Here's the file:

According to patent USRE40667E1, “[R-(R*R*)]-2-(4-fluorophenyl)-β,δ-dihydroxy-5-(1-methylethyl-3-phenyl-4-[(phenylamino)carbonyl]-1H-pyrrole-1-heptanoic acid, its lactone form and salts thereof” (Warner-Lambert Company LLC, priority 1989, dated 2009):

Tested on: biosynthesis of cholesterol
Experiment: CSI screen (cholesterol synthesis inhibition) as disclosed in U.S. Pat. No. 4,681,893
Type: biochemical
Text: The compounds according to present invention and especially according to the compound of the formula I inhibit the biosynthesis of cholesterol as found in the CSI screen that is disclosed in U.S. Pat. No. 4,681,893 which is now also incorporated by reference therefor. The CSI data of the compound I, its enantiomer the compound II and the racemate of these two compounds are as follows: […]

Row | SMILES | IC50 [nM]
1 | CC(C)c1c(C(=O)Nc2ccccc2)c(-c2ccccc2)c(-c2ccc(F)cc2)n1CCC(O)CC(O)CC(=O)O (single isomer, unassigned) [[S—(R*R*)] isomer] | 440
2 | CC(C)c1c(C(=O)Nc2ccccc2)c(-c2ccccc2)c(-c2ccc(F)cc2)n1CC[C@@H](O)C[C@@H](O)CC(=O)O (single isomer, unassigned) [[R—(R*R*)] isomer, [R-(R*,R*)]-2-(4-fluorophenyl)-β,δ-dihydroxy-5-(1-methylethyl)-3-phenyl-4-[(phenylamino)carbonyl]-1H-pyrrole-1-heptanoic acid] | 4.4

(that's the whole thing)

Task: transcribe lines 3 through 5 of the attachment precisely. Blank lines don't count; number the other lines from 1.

Experiment: CSI screen (cholesterol synthesis inhibition) as disclosed in U.S. Pat. No. 4,681,893
Type: biochemical
Text: The compounds according to present invention and especially according to the compound of the formula I inhibit the biosynthesis of cholesterol as found in the CSI screen that is disclosed in U.S. Pat. No. 4,681,893 which is now also incorporated by reference therefor. The CSI data of the compound I, its enantiomer the compound II and the racemate of these two compounds are as follows: […]